As is often the case, the chapter my group is reading in The Artist’s Way this week feels very synchronous to me. We’re in Week 11, which means just one more to go. This one’s about recovering a sense of autonomy, something artists often struggle with and something I feel like I’m finally getting my footing on. It’s also about being true to your “artist” personality rather than trying to fit into a mold that doesn’t feel quite right.
“As an artist, my self-respect comes from doing the work,” Julia Cameron writes, using the first person for effect. “One performance at a time, one gig at a time, one painting at a time.” This week I might add, “one book at a time.” She really taps into the feeling of being in stride with your artistic side when she talks about self-respect. It is immensely satisfying to be in that place.
“As artists, we are spiritual sharks,” Cameron writes later in the chapter. “The ruthless truth is that if we don’t keep moving, we sink to the bottom and die … The stringent requirement of a sustained creative life is the humility to start again, to begin anew.”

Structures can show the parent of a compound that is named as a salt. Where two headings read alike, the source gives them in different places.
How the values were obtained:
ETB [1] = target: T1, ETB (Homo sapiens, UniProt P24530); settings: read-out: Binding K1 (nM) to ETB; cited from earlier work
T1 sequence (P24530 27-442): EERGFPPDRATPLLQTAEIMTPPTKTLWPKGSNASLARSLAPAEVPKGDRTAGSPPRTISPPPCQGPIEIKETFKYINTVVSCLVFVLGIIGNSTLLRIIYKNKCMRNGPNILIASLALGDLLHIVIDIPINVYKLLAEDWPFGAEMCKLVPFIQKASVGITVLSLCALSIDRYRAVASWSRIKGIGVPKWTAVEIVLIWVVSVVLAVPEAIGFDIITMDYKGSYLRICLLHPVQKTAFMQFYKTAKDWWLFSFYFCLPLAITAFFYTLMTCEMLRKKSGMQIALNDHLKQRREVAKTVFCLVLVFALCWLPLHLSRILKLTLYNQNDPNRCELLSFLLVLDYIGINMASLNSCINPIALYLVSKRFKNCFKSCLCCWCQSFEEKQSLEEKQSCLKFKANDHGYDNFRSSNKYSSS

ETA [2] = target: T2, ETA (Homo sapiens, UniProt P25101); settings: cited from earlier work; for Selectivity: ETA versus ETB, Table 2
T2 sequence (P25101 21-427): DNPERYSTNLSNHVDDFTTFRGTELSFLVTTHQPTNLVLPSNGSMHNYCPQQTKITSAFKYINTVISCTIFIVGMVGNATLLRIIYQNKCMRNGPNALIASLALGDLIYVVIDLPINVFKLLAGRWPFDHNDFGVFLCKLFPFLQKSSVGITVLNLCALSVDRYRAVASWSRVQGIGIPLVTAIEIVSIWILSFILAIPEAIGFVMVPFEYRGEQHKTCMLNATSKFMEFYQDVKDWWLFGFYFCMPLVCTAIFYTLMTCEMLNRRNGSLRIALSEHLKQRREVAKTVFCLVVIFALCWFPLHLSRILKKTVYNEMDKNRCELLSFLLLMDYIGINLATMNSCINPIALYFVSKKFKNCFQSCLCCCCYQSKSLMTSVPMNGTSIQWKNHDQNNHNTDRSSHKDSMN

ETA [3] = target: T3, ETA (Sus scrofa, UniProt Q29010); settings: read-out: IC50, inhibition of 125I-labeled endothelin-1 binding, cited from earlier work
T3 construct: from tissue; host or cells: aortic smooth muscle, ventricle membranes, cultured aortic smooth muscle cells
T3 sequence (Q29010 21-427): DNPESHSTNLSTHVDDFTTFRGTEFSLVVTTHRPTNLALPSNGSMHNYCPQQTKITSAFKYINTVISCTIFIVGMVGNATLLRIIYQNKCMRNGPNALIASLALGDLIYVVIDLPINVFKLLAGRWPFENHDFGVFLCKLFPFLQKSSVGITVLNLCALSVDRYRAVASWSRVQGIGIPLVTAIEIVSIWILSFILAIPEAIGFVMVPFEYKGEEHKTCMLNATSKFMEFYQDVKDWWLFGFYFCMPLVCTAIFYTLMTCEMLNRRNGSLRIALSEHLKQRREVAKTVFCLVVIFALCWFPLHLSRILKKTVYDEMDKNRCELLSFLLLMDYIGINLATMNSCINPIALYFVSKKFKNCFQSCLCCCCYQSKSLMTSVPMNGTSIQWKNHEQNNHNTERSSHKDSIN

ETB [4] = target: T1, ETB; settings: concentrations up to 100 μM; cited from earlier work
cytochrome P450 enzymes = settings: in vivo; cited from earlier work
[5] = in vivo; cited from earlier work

So true. That is why it is so challenging to break through blocks and weather rough patches. Because we perceive ourselves as stagnant and we don’t want that sinking feeling Cameron describes.
She also hits on her two tools that have been instrumental in my own creative success this last year or so — exercise (particularly walks) and morning pages. Cameron writes, “Exercise is often the going that moves us from stagnation to inspiration, from problem to solution, from self-pity to self-respect.” Yes, yes, yes. She also refers to morning pages as meditative, something that particularly resonates with me lately. Mine have gone from occasionally meditative to almost always meditative. The words just pour out and I can go to that place no matter where I am. It might very well be a case of practice makes almost perfect.
Thank you, Julia.